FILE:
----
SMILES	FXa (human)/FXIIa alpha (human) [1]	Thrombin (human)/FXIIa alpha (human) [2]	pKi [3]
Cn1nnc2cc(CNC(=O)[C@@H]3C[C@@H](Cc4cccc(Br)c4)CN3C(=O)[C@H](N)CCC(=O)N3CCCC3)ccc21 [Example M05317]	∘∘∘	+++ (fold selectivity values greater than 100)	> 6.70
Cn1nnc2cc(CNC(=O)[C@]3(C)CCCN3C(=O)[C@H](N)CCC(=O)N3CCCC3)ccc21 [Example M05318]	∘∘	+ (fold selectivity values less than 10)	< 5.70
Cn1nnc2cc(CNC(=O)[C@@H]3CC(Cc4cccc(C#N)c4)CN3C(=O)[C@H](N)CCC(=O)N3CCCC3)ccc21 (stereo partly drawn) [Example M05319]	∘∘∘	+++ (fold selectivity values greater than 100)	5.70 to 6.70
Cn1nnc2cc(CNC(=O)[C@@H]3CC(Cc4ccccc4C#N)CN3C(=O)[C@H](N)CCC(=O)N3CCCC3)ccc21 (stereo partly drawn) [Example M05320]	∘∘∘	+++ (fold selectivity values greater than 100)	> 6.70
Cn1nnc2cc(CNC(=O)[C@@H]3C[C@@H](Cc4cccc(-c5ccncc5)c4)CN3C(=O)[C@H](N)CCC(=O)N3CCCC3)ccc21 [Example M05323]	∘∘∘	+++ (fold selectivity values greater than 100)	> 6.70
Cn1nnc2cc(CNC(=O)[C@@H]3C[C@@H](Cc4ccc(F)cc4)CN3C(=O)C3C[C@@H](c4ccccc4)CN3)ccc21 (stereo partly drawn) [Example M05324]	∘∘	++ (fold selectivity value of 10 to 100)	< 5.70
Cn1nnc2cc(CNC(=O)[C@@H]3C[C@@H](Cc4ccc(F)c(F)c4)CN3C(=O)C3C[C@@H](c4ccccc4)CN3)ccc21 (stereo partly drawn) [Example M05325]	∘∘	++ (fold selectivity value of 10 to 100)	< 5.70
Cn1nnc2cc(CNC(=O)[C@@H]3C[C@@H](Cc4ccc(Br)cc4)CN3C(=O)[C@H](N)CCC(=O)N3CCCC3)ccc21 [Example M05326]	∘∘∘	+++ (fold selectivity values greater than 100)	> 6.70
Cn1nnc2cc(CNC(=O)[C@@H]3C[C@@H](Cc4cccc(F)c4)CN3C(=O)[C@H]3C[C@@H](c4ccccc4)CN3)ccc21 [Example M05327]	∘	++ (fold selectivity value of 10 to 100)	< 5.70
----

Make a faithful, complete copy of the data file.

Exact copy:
SMILES	FXa (human)/FXIIa alpha (human) [1]	Thrombin (human)/FXIIa alpha (human) [2]	pKi [3]
Cn1nnc2cc(CNC(=O)[C@@H]3C[C@@H](Cc4cccc(Br)c4)CN3C(=O)[C@H](N)CCC(=O)N3CCCC3)ccc21 [Example M05317]	∘∘∘	+++ (fold selectivity values greater than 100)	> 6.70
Cn1nnc2cc(CNC(=O)[C@]3(C)CCCN3C(=O)[C@H](N)CCC(=O)N3CCCC3)ccc21 [Example M05318]	∘∘	+ (fold selectivity values less than 10)	< 5.70
Cn1nnc2cc(CNC(=O)[C@@H]3CC(Cc4cccc(C#N)c4)CN3C(=O)[C@H](N)CCC(=O)N3CCCC3)ccc21 (stereo partly drawn) [Example M05319]	∘∘∘	+++ (fold selectivity values greater than 100)	5.70 to 6.70
Cn1nnc2cc(CNC(=O)[C@@H]3CC(Cc4ccccc4C#N)CN3C(=O)[C@H](N)CCC(=O)N3CCCC3)ccc21 (stereo partly drawn) [Example M05320]	∘∘∘	+++ (fold selectivity values greater than 100)	> 6.70
Cn1nnc2cc(CNC(=O)[C@@H]3C[C@@H](Cc4cccc(-c5ccncc5)c4)CN3C(=O)[C@H](N)CCC(=O)N3CCCC3)ccc21 [Example M05323]	∘∘∘	+++ (fold selectivity values greater than 100)	> 6.70
Cn1nnc2cc(CNC(=O)[C@@H]3C[C@@H](Cc4ccc(F)cc4)CN3C(=O)C3C[C@@H](c4ccccc4)CN3)ccc21 (stereo partly drawn) [Example M05324]	∘∘	++ (fold selectivity value of 10 to 100)	< 5.70
Cn1nnc2cc(CNC(=O)[C@@H]3C[C@@H](Cc4ccc(F)c(F)c4)CN3C(=O)C3C[C@@H](c4ccccc4)CN3)ccc21 (stereo partly drawn) [Example M05325]	∘∘	++ (fold selectivity value of 10 to 100)	< 5.70
Cn1nnc2cc(CNC(=O)[C@@H]3C[C@@H](Cc4ccc(Br)cc4)CN3C(=O)[C@H](N)CCC(=O)N3CCCC3)ccc21 [Example M05326]	∘∘∘	+++ (fold selectivity values greater than 100)	> 6.70
Cn1nnc2cc(CNC(=O)[C@@H]3C[C@@H](Cc4cccc(F)c4)CN3C(=O)[C@H]3C[C@@H](c4ccccc4)CN3)ccc21 [Example M05327]	∘	++ (fold selectivity value of 10 to 100)	< 5.70